When the young artist returned to his village, the Durer family held a festive dinner on their lawn to celebrate Albrecht's triumphant homecoming. After a long and memorable meal, punctuated with music and laughter, Albrecht rose from his honored position at the head of the table to drink a toast to his beloved brother for the years of sacrifice that had enabled Albrecht to fulfill his ambition. His closing words were, "And now, Albert, blessed brother of mine, now it is your turn. Now you can go to Nuremberg to pursue your dream, and I will take care of you."
All heads turned in eager expectation to the far end of the table where Albert sat, tears streaming down his pale face, shaking his lowered head from side to side while he sobbed and repeated, over and over, "No ...no ...no ...no."
Finally, Albert rose and wiped the tears from his cheeks. He glanced down the long table at the faces he loved, and then, holding his hands close to his right cheek, he said softly, "No, brother. I cannot go to Nuremberg. It is too late for me. Look ... look what four years in the mines have done to my hands! The bones in every finger have been smashed at least once, and lately I have been suffering from arthritis so badly in my right hand that I cannot even hold a glass to return your toast, much less make delicate lines on parchment or canvas with a pen or a brush. No, brother ... for me it is too late."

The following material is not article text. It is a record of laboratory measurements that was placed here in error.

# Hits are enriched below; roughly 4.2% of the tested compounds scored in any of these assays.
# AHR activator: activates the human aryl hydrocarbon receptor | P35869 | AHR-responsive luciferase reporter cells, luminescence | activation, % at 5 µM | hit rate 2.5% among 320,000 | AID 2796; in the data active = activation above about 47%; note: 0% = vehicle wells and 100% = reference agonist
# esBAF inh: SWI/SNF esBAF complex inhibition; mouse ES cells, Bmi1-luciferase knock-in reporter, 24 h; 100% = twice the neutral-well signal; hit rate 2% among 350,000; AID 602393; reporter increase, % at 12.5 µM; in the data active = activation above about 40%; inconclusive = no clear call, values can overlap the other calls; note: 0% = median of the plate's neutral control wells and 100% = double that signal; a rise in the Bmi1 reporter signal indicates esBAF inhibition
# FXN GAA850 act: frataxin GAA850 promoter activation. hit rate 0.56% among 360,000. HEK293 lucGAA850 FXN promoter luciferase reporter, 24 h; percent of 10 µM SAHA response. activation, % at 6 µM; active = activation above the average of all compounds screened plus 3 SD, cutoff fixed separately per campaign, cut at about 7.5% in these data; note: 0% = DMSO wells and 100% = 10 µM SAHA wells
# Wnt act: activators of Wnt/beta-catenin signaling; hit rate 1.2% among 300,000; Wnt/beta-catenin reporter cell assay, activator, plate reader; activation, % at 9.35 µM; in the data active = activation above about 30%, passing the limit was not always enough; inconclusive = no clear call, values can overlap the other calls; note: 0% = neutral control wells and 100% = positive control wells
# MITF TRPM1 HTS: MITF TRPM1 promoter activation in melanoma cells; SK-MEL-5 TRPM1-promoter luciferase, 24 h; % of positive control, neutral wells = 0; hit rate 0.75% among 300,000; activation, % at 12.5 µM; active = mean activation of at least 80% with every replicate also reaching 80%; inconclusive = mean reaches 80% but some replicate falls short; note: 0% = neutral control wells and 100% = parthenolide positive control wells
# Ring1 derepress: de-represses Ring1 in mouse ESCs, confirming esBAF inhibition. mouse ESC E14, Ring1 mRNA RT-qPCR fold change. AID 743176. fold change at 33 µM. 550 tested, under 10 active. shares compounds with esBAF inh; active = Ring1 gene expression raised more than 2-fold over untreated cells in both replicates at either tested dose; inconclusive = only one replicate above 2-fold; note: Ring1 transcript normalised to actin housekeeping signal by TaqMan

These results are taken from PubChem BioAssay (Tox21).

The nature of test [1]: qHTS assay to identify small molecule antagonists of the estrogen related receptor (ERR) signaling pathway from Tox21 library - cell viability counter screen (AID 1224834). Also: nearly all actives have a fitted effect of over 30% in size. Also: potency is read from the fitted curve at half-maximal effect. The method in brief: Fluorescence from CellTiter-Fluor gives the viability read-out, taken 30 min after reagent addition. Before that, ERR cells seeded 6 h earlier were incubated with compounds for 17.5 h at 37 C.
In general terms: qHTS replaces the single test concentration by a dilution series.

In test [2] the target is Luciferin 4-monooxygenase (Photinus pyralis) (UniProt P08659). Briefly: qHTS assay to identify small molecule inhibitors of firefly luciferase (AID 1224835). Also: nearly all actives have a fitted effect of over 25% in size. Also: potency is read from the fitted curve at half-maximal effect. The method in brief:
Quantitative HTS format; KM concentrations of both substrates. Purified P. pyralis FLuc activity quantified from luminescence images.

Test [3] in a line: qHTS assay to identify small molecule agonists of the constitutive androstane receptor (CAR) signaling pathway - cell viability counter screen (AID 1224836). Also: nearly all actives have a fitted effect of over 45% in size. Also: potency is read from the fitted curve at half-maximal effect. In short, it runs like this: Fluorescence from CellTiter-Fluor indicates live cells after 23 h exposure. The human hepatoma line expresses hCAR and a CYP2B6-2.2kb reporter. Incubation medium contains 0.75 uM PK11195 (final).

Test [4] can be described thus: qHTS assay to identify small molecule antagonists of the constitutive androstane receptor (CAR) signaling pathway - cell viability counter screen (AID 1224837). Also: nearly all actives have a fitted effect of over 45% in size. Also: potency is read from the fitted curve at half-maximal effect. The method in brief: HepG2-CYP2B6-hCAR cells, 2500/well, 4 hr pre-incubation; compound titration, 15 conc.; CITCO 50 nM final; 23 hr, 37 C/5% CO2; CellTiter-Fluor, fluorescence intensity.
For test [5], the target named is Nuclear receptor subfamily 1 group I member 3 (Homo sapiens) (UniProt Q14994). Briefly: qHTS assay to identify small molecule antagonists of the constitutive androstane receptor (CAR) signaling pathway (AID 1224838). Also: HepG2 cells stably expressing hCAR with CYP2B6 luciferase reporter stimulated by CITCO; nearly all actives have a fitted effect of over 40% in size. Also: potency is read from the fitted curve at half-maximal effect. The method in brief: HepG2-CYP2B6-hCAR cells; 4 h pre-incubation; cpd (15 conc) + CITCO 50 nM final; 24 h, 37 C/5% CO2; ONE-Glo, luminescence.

More than 450 years have passed. By now, Albrecht Durer's hundreds of masterful portraits, pen and silver-point sketches, watercolors, charcoals, woodcuts, and copper engravings hang in every great museum in the world, but the odds are great that you, like most people, are familiar with only one of Albrecht Durer's works. More than merely being familiar with it, you very well may have a reproduction hanging in your home or office.
One day, to pay homage to Albert for all that he had sacrificed, Albrecht Durer painstakingly drew his brother's abused hands with palms together and thin fingers stretched skyward. He called his powerful drawing simply "Hands," but the entire world almost immediately opened their hearts to his great masterpiece and renamed his tribute of love "The Praying Hands."